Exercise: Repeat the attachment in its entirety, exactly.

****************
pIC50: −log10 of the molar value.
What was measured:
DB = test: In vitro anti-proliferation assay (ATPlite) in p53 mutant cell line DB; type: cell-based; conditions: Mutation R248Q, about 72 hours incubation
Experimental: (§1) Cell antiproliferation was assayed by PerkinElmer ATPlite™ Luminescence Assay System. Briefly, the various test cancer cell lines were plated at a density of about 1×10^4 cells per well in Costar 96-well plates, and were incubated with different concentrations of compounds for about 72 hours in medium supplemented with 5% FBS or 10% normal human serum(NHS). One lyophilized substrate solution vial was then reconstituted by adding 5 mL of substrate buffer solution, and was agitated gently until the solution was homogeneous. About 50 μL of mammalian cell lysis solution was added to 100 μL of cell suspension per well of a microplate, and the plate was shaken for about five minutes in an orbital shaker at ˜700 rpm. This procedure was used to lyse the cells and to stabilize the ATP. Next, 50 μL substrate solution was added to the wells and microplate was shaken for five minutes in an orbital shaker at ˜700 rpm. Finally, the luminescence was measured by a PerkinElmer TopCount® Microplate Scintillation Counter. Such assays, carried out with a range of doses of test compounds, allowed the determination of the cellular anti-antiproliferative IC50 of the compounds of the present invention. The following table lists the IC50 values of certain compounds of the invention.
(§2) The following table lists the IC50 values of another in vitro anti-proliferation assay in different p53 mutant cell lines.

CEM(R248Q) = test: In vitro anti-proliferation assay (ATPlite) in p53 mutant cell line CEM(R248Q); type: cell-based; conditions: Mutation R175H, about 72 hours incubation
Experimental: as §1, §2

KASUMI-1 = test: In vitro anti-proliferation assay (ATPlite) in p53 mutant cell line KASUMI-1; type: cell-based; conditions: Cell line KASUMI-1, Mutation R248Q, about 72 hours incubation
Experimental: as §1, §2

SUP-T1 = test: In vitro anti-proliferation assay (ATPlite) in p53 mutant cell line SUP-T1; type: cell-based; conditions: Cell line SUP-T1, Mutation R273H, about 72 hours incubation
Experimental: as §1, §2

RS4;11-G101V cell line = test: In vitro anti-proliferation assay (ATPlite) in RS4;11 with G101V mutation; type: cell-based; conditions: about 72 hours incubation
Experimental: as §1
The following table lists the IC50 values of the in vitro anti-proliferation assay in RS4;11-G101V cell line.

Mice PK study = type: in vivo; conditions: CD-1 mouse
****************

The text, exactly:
pIC50: −log10 of the molar value.
What was measured:
DB = test: In vitro anti-proliferation assay (ATPlite) in p53 mutant cell line DB; type: cell-based; conditions: Mutation R248Q, about 72 hours incubation
Experimental: (§1) Cell antiproliferation was assayed by PerkinElmer ATPlite™ Luminescence Assay System. Briefly, the various test cancer cell lines were plated at a density of about 1×10^4 cells per well in Costar 96-well plates, and were incubated with different concentrations of compounds for about 72 hours in medium supplemented with 5% FBS or 10% normal human serum(NHS). One lyophilized substrate solution vial was then reconstituted by adding 5 mL of substrate buffer solution, and was agitated gently until the solution was homogeneous. About 50 μL of mammalian cell lysis solution was added to 100 μL of cell suspension per well of a microplate, and the plate was shaken for about five minutes in an orbital shaker at ˜700 rpm. This procedure was used to lyse the cells and to stabilize the ATP. Next, 50 μL substrate solution was added to the wells and microplate was shaken for five minutes in an orbital shaker at ˜700 rpm. Finally, the luminescence was measured by a PerkinElmer TopCount® Microplate Scintillation Counter. Such assays, carried out with a range of doses of test compounds, allowed the determination of the cellular anti-antiproliferative IC50 of the compounds of the present invention. The following table lists the IC50 values of certain compounds of the invention.
(§2) The following table lists the IC50 values of another in vitro anti-proliferation assay in different p53 mutant cell lines.

CEM(R248Q) = test: In vitro anti-proliferation assay (ATPlite) in p53 mutant cell line CEM(R248Q); type: cell-based; conditions: Mutation R175H, about 72 hours incubation
Experimental: as §1, §2

KASUMI-1 = test: In vitro anti-proliferation assay (ATPlite) in p53 mutant cell line KASUMI-1; type: cell-based; conditions: Cell line KASUMI-1, Mutation R248Q, about 72 hours incubation
Experimental: as §1, §2

SUP-T1 = test: In vitro anti-proliferation assay (ATPlite) in p53 mutant cell line SUP-T1; type: cell-based; conditions: Cell line SUP-T1, Mutation R273H, about 72 hours incubation
Experimental: as §1, §2

RS4;11-G101V cell line = test: In vitro anti-proliferation assay (ATPlite) in RS4;11 with G101V mutation; type: cell-based; conditions: about 72 hours incubation
Experimental: as §1
The following table lists the IC50 values of the in vitro anti-proliferation assay in RS4;11-G101V cell line.

Mice PK study = type: in vivo; conditions: CD-1 mouse